Neither was private respondent accorded due process. Private respondent was entitled, under the law, to a written notice informing him of the causes for his dismissal and an opportunity to present his defense or explanation before being dismissed. 16 A week after the donnybrook, private respondent was informed of his dismissal. Prior to this notification, he did not receive any notice of the intention of Sanyo to dismiss him, neither was he given an opportunity to be heard.

    Worse, it was only after private respondent was informed of his dismissal and was handed his termination letter that he was told by the company manager to submit a statement to the management explaining his side of the matter. When private respondent submitted the required report the following day, he had already been considered dismissed and was no longer permitted to report for work.

    Sanyo claimed that between January 2 and January 8, 1992, it conducted an investigation of the incident. There is no evidence supporting this claim. Moreover, to repeat, the statement which private respondent was ordered to submit cannot be deemed as compliance with the due process requirement because he was told to submit it only after he had been dismissed. There is no evidence that private respondent was accorded an opportunity to be heard prior to his dismissal.

    Assuming arguendo that a valid investigation was conducted and due process was accorded to private respondent, petitioners’ claims cannot be sustained because the Court is convinced that the dismissal was unjustified, hence, the attendance of due process becomes immaterial. It would be well to reiterate at this juncture that the prerogative of management to dismiss an employee must be exercised without abuse of discretion, for what is at stake is not only the employee’s position but also his means of livelihood. 17

    The basic principle is that the employer has the burden of proving that the dismissal is for just cause, and failure to do so would necessarily mean that the dismissal was unjustified and, therefore, illegal. 18 It is the employer who must prove its validity, and not the employee who must prove its invalidity. 19 To allow an employer to dismiss an employee based on mere allegations and generalities would place the employee in a dangerous situation. He would be at the mercy of his employer and the right to security of tenure which this Court is bound to protect would be unduly emasculated. 20

    It is an accepted rule that fighting in the company premises may be considered as a valid ground for dismissal of an employee but, in the case at bar, the facts do not warrant application of the same because Sanyo has not substantiated its allegations of serious misconduct. 21 It has consequently failed to discharge the burden of proving that private respondent was terminated from employment for just cause.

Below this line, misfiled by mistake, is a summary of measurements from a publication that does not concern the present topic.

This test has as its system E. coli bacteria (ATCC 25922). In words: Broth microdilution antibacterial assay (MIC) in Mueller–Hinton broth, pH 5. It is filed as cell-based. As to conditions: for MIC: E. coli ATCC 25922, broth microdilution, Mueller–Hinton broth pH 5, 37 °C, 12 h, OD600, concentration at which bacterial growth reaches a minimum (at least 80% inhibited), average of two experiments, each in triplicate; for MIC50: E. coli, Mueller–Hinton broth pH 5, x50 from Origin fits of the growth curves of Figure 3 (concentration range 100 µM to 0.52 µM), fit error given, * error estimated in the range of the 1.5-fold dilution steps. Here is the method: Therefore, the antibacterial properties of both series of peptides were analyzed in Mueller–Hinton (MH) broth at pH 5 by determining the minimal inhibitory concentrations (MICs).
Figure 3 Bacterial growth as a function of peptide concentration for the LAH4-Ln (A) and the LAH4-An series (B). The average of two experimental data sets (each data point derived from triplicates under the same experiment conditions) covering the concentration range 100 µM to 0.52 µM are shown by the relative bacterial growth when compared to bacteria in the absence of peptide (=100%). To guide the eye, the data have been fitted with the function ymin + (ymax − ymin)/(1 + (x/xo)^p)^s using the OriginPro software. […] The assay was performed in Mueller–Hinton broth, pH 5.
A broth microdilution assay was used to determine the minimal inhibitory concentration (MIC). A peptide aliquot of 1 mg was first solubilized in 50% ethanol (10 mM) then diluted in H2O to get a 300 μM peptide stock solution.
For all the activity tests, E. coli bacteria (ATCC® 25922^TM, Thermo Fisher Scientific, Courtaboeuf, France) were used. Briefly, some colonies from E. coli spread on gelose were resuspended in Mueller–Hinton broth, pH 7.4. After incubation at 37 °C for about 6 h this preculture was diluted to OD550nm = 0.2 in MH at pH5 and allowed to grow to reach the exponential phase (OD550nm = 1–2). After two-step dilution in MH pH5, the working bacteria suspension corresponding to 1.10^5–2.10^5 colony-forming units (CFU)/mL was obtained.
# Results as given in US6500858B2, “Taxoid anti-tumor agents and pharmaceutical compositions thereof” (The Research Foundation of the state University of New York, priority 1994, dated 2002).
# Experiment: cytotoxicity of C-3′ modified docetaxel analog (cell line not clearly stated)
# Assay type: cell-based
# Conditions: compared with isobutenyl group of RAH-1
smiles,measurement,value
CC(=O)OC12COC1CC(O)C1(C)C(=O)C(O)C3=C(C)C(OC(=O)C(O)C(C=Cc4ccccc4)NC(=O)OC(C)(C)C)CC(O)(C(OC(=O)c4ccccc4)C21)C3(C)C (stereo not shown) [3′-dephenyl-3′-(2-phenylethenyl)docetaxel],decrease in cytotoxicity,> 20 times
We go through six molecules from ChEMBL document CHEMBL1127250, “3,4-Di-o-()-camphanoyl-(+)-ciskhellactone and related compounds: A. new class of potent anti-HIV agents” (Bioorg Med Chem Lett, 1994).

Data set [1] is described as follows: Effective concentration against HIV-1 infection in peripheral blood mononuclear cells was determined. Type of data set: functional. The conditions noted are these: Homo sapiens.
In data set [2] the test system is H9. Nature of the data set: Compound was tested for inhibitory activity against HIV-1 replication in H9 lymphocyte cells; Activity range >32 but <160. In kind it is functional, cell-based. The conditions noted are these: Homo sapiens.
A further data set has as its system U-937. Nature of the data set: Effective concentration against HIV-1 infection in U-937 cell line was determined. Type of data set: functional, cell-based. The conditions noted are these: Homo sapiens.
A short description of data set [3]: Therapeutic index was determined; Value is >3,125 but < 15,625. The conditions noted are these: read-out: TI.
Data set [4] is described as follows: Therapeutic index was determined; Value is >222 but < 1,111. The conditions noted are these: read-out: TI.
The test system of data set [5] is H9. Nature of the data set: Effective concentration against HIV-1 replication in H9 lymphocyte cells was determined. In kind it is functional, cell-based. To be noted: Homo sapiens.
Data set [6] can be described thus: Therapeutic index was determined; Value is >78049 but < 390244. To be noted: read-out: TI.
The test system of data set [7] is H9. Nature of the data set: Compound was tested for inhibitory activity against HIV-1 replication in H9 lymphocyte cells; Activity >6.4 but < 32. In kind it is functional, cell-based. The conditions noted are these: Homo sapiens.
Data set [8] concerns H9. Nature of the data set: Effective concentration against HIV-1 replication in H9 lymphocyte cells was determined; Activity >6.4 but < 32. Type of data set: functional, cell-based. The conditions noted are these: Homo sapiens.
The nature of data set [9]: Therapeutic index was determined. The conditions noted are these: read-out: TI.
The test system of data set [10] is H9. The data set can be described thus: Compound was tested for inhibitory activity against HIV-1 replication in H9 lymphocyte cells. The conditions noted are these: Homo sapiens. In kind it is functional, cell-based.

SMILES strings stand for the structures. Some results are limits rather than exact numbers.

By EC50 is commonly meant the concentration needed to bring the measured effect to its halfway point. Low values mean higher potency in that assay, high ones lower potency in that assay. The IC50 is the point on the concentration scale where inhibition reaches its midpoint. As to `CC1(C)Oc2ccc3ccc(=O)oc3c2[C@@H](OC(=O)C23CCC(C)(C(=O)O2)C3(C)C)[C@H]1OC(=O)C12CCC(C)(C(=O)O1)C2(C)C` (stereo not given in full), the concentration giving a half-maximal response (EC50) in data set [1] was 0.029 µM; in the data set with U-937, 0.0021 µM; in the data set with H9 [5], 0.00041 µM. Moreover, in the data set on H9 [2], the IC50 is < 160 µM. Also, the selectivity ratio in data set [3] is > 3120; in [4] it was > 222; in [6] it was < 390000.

Employers are generally allowed a wider latitude of discretion in dismissing managerial personnel or those of similar rank. However, the termination of employment of ordinary rank and file employees, such as private respondent, requires proof of involvement in the event in question. 22

    Respondent NLRC evaluated the evidence presented before the labor arbiter and concluded that the charges made against private respondent were baseless. Doctrinally, the findings of fact of the NLRC are conclusive on this Court, absent a showing that they were reached arbitrarily. 23

    Sanyo cannot rely merely on the weakness of the defense of private respondent or on his failure to present evidence to disprove the charge of gross misconduct. 24 In the absence of substantial evidence, the contentions of Sanyo are self-serving and incapable of showing that the dismissal of private respondent was justified.

    The quitclaim signed by private respondent does not prevent him from filing a complaint and recovering monetary benefits. The Court has repeatedly held that a deed of release or quitclaim cannot always bar an employee from demanding what is legally due him. 25 This is because the employee does not stand on equal footing with his employer and, in desperate situations, may be willing to bargain away his rights. This is especially true where the quitclaim is made under circumstances where the voluntariness of the agreement is questionable. 26

    In the present case, private respondent was not allowed to report for work after he was notified of his dismissal, notwithstanding the fact that he disputed the validity thereof. He was made to sign the quitclaim a few days after he was handed a notice of termination from employment. Verily, private respondent was a man in need without the privilege of a choice. That quitclaim should, therefore, not prevent him from recovering what is rightfully his.